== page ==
Laurie's Blogs.


Mar 2024

A Handful of Canine Underwater Treadmill Studies – Knowledge Nuggets

Laurie Edge-Hughes, BScPT, MAnimSt, CAFCI, CCRT, Cert. Sm. Anim. Acup / Dry Needling

Sometimes I struggle to come up with a blog topic.  So, I think about cases I’ve seen in my clinic that week.  I do a mental ‘walk through’ my clinic to come up with ideas for topics.  I go through a listing of recent journal articles or blogs.  I think about conversations I’ve had that week.  Sometimes, I just luck out and think, I should see what’s new in the areas of _______.


And so, that is how it came to be that I thought, I wonder what has been published in regard to underwater treadmill therapy in dogs that I might not have read yet.  Here we go!


1.  Hodgson H, Blake S, de Godoy RF. A study using a canine hydrotherapy treadmill at five different conditions to kinematically assess range of motion of the thoracolumbar spine in dogs. Vet Med Sci. 2023 Jan;9(1):119-125. 


This study took eight dogs and evaluated changes in spinal kinematics when using a dry treadmill at different angles of incline compared to an underwater treadmill using the same inclines.


Dogs were encouraged to walk on a dry, horizontal, underwater treadmill as well as under the same conditions with both a 10% and 20% incline.  This was then repeated at a 10% and 20% incline with the addition of water to hock level.


reflective anatomical markers placed at the occipital protuberance, T1, T13, L3, L7 and sacral apex.  A high-speed camera was used to record data.  Dorsoventral motion of the spine as well as flexion, extension and range of motion (ROM) of T1, T13, L3 and L7 were recorded.


The study found significant differences in the full ROM of the vertebra at T1, L3 and L7, when comparing canine gait on a dry versus a wet treadmill, however, no significant differences were found in the degree of flexion and extension of any joints using the same comparison.


Researchers concluded the lack of significant differences in joint flexion and extension at T1, T13, L3 and L7 indicates the potential safe use of combining underwater treadmill and incline exercise in canine rehabilitation.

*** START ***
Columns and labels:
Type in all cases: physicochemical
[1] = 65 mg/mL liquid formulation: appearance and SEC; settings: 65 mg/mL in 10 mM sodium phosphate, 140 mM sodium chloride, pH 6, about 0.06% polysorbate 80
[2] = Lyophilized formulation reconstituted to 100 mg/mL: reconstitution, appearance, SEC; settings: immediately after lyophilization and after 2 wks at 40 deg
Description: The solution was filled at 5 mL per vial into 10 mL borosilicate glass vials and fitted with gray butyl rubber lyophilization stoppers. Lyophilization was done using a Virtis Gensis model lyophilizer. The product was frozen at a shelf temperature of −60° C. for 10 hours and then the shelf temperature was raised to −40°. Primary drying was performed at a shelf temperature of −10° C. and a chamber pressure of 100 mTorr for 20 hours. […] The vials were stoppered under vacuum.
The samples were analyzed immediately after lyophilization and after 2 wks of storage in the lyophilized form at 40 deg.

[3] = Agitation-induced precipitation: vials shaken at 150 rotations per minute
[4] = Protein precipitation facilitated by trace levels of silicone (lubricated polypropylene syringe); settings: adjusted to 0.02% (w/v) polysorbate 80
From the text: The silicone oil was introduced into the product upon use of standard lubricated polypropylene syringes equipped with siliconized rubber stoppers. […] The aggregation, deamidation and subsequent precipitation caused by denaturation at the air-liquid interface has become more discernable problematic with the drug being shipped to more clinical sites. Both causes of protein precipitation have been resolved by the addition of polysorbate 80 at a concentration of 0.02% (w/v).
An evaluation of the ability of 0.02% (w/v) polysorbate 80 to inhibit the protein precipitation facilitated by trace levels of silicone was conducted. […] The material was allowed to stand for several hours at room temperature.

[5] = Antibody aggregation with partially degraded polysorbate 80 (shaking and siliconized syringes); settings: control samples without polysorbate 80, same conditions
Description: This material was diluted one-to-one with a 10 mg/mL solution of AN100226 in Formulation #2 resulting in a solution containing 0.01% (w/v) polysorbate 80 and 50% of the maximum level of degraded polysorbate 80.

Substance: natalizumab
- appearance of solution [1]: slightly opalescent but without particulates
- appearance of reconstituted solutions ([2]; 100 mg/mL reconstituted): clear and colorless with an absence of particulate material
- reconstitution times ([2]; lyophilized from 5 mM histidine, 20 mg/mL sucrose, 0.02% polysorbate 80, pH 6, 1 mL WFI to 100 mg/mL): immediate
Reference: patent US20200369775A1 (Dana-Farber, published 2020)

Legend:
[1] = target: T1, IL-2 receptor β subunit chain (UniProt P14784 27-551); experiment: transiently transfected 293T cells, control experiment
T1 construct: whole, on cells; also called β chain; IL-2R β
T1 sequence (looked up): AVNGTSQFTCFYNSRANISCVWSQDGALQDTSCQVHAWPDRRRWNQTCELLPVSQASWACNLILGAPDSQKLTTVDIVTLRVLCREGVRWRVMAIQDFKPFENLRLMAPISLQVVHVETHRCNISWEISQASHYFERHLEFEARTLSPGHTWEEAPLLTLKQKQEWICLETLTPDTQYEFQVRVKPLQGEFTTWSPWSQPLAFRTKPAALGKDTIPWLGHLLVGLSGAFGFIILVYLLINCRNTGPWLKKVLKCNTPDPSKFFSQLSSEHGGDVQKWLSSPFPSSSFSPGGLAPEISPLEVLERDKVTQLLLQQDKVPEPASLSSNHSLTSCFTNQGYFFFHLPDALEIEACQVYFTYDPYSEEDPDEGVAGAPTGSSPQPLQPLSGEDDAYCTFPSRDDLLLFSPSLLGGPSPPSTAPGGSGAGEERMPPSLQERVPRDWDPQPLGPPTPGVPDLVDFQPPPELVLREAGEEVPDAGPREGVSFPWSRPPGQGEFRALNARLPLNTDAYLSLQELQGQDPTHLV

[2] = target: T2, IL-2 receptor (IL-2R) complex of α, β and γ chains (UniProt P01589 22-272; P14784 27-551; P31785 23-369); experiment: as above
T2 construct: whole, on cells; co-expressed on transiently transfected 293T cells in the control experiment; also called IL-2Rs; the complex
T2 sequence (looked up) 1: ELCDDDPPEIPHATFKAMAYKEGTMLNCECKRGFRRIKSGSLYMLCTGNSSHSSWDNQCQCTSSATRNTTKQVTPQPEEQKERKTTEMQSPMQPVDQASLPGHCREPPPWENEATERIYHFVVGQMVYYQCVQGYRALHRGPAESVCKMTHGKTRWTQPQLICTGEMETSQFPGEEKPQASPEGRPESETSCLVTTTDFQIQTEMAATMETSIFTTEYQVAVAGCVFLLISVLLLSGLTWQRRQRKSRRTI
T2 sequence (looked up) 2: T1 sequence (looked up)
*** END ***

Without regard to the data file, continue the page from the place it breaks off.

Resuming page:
2.  Bliss M, Terry J, de Godoy RF. Limbs kinematics of dogs exercising at different water levels on the underwater treadmill. Vet Med Sci. 2022 Nov;8(6):2374-2381. 


This study aimed to assess how different water levels on an underwater treadmill (UWTM) can affect joint kinematics.


Markers were placed on bony landmarks on the limbs of 10 healthy dogs.  An UWTM was used with water levels to the digits, tarsus, stifle and hip. Maximum flexion, extension and ROM were measured and recorded.



In comparison with a dry treadmill:

  • Consistent increases in flexion of the elbow, stifle and tarsal joints, which were observed for all water levels. 
  • The carpal joint had increases in flexion all water levels apart from digit level. 
  • An increase in shoulder flexion was seen only with water on or above stifle level
  • Hip kinematics had the fewest changes with only ROM increasing at high water level (hip level). 
  • Extension of the limbs joints was not markedly affected.
  • The carpal joint had an overall decrease in extension with water at all levels
  • The stifle joint had a decreased extension when water was at stifle height.



3.  Miyata T, Kawai S, Yasuki A, Ishioka K. Changes in physiological parameters in healthy dogs on an underwater treadmill when the water level is set at the hip joint. Res Vet Sci. 2023 Aug;161:20-22. 


The physiological parameters of dogs have been studied in swimming, but those of dogs walking on an underwater treadmill have not been documented.


This study used 4 Beagles and examined physiological parameters before and after 20 minutes of walking in an UWT at 4km/hr with water at hip height.



Results indicated that heart rate (125 ± 11.8 beat/min to 163 ± 9.5 beat/min) and lactate levels (2 ± 0.1 mmol/L to 2.4 ± 0.2 mmol/ L) significantly increased from before to after walking on an underwater treadmill.




For the first study, I am thinking that the only thing learned is that it is safe to use either water or dry treadmills (if concerns exist about total ROM / excursion of the spinal column).  I can’t see why there would be a concern in a volitional movement scenario however.


The second study is useful in that IF you want to gain an increase in ROM (flexion in particular), then the UWT is a good tool.  If, however, you want to gain end range extension in a joint (i.e. as with late stage cruciate repairs) then you would want to utilize other therapeutic exercises to achieve that specific goal.

Now you’re up to date as well!


Until next time…

Cheers!  Laurie